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© 2019 Inside Policy Pty Ltd.

B Corporations: Best in class

March 18, 2015

 

B is hardly a mark anyone would go out of their way to have next to their name. But an increasing number of corporations are now changing their practices to become B certified.

 

It all started with basketball shoes. AND1 were a US basketball shoe and clothing business that dominated the market in the late 1990s and early 2000s. AND1’s brand was about flashy, show-off, ‘streetballing’ basketball. Its mixtapes were full of acrobatic slam-dunks; jaw dropping displays of pure individual talent, and lightning-quick ball handling. Have a look here.

 

But there was more to this brand. And1’s founders, Jay Coen Gilbert and Bart Houlahan, pioneered socially responsible practices in the 1990s. They paid higher wages to their factory workers in China and donated 10 per cent of their profits to local charities.

 

In 2006, having sold AND1, Jay and Bart created the Certified B Corporation (also known as B Corporation or B Corp). B Corporations use the power of business to solve social and environmental problems.

 

And there are now over 1200 B Corporations in 38 countries across 121 industries with one unifying goal: to redefine success in the for-profit world.

 

To receive certification, B Corporations need to meet strict governance, social and environmental standards. Corporations that provide impact, achieving social or environmental returns as well as financial significantly increase their chances of being certified.

 

First place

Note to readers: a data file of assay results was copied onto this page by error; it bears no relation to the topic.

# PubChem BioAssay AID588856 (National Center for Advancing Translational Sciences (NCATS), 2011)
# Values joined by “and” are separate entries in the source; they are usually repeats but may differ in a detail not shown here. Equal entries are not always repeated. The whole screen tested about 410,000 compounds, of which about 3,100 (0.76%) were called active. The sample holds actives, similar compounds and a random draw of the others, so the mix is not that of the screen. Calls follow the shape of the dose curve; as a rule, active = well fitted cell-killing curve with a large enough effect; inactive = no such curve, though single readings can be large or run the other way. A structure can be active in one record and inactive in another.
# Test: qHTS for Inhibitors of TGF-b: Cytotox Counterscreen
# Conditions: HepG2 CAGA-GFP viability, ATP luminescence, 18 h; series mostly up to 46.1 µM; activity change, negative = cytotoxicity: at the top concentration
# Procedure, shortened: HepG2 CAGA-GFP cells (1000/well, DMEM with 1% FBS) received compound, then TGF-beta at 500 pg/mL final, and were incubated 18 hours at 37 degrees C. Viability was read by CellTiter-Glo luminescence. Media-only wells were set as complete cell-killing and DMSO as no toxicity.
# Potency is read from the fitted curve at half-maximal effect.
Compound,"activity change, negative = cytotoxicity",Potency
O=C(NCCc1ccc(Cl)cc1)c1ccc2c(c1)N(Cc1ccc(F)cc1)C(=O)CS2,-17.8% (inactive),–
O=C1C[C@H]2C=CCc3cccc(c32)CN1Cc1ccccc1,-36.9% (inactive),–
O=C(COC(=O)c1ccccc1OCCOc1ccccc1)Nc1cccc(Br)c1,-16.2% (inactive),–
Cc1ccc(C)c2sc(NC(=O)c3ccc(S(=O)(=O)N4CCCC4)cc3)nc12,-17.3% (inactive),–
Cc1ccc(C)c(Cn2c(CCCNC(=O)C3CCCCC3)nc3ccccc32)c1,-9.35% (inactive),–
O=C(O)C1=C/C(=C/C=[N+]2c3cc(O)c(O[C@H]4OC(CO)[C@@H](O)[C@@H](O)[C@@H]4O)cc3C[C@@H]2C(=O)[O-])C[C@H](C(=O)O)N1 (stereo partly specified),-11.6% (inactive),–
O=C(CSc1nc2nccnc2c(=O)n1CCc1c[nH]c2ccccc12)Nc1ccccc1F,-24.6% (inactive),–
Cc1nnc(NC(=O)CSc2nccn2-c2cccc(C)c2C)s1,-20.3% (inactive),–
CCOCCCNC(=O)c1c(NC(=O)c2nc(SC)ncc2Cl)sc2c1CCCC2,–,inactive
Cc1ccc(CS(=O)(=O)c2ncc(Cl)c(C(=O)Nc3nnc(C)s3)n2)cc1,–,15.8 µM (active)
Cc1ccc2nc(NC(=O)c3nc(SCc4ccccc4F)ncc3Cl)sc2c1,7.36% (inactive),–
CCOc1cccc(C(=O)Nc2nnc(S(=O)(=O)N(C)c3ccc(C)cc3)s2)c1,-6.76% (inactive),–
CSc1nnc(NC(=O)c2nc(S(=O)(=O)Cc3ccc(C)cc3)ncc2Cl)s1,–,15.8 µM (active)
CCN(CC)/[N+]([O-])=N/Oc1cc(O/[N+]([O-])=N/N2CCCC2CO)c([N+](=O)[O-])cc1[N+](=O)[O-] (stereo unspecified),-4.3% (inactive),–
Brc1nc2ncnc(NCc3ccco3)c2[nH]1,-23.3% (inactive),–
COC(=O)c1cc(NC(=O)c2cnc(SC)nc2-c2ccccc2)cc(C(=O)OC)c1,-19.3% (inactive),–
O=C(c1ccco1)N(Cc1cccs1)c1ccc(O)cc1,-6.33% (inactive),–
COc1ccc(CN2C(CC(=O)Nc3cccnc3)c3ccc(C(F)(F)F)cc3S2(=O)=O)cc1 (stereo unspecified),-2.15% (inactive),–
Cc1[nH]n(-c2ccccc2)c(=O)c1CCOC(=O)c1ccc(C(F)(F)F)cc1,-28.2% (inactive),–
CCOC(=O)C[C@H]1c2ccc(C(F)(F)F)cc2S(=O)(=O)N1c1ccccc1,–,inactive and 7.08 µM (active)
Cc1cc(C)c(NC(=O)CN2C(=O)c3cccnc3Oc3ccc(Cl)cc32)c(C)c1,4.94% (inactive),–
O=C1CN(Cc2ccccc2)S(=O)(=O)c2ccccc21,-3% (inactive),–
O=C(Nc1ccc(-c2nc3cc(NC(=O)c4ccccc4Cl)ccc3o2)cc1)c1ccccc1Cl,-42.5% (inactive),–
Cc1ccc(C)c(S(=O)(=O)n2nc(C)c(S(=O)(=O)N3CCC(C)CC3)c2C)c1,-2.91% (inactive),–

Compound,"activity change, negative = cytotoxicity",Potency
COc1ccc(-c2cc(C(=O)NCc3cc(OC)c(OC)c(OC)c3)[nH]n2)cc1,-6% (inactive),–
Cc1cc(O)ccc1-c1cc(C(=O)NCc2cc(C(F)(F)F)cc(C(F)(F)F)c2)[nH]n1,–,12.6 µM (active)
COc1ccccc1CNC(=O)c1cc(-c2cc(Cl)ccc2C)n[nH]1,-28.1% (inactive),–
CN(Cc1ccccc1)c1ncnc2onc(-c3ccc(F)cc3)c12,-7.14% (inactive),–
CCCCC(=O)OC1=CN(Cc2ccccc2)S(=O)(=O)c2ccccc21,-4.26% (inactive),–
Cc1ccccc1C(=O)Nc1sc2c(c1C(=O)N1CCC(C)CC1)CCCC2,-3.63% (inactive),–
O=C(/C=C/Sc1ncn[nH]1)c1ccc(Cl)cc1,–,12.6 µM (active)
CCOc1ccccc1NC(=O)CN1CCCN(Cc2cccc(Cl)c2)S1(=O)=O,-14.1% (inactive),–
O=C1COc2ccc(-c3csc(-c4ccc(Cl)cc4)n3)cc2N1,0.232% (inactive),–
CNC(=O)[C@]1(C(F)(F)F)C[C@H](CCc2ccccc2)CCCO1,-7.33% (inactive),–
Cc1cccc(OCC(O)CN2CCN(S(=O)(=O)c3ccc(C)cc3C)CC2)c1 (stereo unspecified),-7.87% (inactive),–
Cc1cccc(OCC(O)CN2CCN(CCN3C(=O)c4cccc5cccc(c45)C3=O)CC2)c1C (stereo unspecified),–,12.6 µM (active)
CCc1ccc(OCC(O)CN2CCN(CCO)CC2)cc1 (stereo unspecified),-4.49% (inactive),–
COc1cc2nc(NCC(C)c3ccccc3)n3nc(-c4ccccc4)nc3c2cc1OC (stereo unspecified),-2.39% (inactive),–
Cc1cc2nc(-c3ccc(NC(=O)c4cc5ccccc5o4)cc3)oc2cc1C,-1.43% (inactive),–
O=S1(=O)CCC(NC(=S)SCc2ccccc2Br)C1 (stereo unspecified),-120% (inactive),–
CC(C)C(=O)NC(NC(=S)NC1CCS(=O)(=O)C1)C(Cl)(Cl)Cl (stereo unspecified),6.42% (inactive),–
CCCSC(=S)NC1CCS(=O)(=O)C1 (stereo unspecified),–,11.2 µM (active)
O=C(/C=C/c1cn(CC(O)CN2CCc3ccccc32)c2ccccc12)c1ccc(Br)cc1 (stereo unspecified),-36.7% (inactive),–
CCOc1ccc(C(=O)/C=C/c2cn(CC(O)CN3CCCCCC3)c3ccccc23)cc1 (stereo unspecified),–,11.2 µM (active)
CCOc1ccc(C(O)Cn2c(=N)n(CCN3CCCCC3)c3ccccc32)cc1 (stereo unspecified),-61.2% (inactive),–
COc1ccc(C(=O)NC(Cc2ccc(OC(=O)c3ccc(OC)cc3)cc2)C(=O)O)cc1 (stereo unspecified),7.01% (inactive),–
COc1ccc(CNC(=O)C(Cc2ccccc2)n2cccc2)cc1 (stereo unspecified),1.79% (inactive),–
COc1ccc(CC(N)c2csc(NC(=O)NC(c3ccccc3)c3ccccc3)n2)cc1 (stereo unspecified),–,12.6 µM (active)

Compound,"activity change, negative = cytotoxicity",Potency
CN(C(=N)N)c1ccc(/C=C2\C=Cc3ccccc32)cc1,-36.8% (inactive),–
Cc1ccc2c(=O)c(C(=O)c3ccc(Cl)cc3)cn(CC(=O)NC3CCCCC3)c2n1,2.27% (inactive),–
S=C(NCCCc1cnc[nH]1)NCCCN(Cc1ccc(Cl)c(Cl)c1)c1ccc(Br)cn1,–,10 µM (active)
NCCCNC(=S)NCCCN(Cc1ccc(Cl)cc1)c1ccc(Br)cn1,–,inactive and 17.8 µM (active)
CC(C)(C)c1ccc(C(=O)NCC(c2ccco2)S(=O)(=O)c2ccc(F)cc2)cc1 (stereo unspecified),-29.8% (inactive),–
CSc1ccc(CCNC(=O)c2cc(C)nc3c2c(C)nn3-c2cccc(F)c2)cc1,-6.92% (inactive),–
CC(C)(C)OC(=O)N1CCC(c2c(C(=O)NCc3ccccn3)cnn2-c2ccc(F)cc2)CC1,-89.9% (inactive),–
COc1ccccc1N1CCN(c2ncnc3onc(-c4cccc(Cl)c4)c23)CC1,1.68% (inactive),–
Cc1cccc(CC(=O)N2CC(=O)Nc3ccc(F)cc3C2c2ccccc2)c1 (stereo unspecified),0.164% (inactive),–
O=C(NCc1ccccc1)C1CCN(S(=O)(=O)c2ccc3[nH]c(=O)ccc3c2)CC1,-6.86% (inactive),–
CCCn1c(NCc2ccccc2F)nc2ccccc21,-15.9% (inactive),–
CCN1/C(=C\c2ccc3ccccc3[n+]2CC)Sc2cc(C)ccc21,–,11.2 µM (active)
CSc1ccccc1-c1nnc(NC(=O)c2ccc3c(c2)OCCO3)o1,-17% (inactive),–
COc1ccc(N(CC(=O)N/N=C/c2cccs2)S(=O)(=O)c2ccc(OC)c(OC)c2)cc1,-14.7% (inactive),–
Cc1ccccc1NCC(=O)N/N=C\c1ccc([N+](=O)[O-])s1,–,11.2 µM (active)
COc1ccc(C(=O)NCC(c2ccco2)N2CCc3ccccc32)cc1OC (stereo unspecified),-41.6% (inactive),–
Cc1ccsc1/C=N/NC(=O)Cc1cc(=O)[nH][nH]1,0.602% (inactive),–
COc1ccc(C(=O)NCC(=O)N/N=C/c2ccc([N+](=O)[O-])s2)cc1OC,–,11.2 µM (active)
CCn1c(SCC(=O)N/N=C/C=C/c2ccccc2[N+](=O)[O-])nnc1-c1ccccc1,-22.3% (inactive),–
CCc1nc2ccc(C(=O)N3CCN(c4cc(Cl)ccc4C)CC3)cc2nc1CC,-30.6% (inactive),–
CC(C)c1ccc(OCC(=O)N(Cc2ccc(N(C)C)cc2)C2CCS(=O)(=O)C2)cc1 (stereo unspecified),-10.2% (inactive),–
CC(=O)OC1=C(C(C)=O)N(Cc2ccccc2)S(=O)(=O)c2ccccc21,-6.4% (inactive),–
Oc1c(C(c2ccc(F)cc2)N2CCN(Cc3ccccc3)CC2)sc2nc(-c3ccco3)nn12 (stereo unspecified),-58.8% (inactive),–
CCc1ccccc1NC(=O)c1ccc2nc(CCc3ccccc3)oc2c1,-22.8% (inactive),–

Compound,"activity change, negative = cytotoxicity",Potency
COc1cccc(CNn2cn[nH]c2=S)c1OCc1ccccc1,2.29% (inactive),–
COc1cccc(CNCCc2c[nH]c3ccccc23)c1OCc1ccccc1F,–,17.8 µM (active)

Small Giants was the first Australian company to receive the B Corp stamp. Small Giants invests in a suite of start-up social enterprises, as well as large-scale social and environmental projects and radically sustainable property development.

 

It has invested in everything from tampon brand Tom Organic, to sustainable housing project Cape Paterson Eco Village. It also partnered with STREAT, a social enterprise we previewed in our first blog.

 

There are other corporations who cannot meet the strict criteria of B Labs yet, but are creating momentum and activity in the impact investment space.

 

NAB has recently joined in. It recently stated, “We believe we have a responsibility to deliver holistic and innovative financial solutions that help our customers address social and environmental problems through impact investment. “

 

On March 10, NAB opened its new Impact Investment Readiness Fund. This is a $1 million fund established to provide mission-driven organisations with targeted advice and support to help them secure investment for scaling up their social or environmental impact.

 

This adds to commitments and activity from other banks such as Westpac, Bendigo and Adelaide Bank.

 

Doing Super

 

Super funds are also entering the impact investment space. They are increasingly offering funds to members, which achieve impact as well as financial return for retirement savings.

 

Good Super is Australia’s first impact investment superfund.  Since launching in 2014, it has already attracted thousands of members and is looking to build the fund to more than $16 billion. It is not alone, Christian Super and Local Government Super are also becoming active in the impact investment market.

 

The value of a B

 

As public awareness grows around the B Corporation stamp it is likely that it will become valuable for many corporations.  Taking into account the interests of all stakeholders, not just shareholders, provides real market differentiation.

 

Learn more about impact investment from world leading impact investor John Simon, Founder of Total Impact Capital, at our upcoming breakfast being hosted by Qantas.

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